“President Trump is for unleashing the economic capabilities of this country.”
“For years you watched as your leaders apologized for America. Now you have a president who is standing up for America. We are standing up for your values.”
For Michael Stewart, the choice to register as a Republican was pretty simple – and pretty straightforward.
“Democrats weren’t representing my values the way I wanted them to,” said Michael Stewart of Memphis. “They’re for gay marriage, open border immigration, taking away gun rights . . . and I don’t support none of that. So Republicans lined up with my values a little bit more.”
A few minutes later, I spoke with Rev. Manuel Donis, a pastor who lives in Olive Branch. He joined the GOP in 2016 to support Ben Carson, but when Carson’s bid ended, he switched. As a preacher in the Bible Belt, Donis checks off the same boxes many other evangelical voters do.
“I believe in supporting Israel,” Donis said, wearing a MAGA hat and Trump T-shirt. “I also believe in Biblical marriage. And I’m pro-life.”
So what is it about Trump that he thinks most black folk are missing?
“They need to come, pay attention and have an open mind,” Donis said. “We’ve been close-minded. We believe one way and we just stay that way. I began to do research and broaden my mind to see the things that have been holding the black community back for years.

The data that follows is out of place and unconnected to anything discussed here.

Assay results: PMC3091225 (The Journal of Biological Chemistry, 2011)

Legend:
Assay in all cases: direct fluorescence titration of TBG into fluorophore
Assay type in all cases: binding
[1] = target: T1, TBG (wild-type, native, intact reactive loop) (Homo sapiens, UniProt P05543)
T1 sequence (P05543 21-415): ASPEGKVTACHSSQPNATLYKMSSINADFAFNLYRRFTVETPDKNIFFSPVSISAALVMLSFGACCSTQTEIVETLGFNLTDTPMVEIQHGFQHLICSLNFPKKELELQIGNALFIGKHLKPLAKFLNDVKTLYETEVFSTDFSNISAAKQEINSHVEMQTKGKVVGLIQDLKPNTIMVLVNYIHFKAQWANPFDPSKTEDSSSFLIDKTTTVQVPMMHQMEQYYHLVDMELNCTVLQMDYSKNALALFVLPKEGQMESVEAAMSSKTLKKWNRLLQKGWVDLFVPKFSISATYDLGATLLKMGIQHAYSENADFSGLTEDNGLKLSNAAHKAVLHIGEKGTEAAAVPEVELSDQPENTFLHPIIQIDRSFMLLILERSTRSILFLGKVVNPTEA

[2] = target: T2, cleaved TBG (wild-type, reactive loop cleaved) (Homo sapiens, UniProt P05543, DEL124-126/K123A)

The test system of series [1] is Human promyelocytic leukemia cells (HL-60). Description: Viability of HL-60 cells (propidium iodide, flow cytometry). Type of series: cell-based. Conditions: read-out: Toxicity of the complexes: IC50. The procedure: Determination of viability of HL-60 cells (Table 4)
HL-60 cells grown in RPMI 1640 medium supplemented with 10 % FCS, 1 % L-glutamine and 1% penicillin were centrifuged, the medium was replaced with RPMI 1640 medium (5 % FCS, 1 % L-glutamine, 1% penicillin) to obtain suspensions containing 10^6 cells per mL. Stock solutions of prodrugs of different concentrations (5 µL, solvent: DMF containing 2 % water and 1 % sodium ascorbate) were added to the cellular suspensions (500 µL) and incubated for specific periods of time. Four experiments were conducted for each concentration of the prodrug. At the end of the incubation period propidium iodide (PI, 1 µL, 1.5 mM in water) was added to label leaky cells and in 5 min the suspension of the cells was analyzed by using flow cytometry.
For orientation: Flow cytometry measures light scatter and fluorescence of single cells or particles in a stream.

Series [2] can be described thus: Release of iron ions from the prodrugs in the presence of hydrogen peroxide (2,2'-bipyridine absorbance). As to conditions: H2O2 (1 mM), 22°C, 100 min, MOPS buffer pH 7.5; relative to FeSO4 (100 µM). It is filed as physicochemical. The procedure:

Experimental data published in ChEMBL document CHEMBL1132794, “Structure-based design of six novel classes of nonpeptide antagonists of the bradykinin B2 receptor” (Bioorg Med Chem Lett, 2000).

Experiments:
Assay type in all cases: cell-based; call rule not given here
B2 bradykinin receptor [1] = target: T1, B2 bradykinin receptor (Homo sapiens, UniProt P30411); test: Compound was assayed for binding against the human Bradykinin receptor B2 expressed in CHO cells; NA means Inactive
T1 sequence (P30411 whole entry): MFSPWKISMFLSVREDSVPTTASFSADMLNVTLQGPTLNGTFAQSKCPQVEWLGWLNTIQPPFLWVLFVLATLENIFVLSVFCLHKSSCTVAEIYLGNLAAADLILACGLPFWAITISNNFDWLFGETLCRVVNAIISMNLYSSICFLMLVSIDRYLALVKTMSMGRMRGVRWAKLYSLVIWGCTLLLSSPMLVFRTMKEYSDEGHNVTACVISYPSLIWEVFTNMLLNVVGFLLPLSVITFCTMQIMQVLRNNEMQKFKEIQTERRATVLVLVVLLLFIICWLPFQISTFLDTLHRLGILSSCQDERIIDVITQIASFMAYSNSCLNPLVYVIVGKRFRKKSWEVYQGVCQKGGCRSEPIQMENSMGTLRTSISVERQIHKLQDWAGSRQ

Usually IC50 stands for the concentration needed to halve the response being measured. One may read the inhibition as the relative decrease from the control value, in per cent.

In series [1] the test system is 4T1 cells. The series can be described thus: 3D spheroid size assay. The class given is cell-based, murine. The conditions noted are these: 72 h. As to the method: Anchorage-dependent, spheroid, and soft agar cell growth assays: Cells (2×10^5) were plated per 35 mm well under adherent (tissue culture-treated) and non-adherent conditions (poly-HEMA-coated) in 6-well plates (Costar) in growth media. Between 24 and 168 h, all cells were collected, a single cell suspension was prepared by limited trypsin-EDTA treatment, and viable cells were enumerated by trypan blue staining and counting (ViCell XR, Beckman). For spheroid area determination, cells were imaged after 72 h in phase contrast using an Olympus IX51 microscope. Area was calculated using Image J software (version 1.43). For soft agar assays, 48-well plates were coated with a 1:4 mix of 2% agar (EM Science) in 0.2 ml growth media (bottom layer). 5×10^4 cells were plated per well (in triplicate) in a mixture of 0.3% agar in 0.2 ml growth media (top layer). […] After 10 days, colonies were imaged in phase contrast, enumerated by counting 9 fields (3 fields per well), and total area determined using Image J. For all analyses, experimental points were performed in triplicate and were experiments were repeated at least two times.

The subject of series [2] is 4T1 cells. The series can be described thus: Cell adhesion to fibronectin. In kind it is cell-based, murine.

“It’s time for a change,” Donis said. “We’ve been in this place for so long, it’s time to move on and do something different.”
Donis thinks Trump is doing an “excellent job,” and believes that America’s booming economy will mean opportunity in the African American community – especially people with felony convictions.
“That’s one of the things I’m concerned about is trying to help these men when they get back into society, is that they have a fair chance,” said Donis, a prison chaplain. “So I believe President Trump and his cabinet are going to make things happen to help men and women who are re-entering society to get a fair shake.”
“A vote for … Mike Espy is a vote for Chuck Schumer. Nancy Pelosi. And the legendary low IQ person Maxine Waters.”
No offense, but…
Nobody I spoke with denied that Trump says (and tweets) some outlandish things. But it wasn’t enough to drive them away.
“What drew me to Trump was his logical standpoint on politics and not getting caught up in being politically correct. He says it like it is, being blunt,” said Kidron Taylor, a 21-year-old from Batesville, Miss. “Yes, he says some rude, mean stuff sometimes, but when it comes down to the politics and his actions, it aligns more with what I believe in.”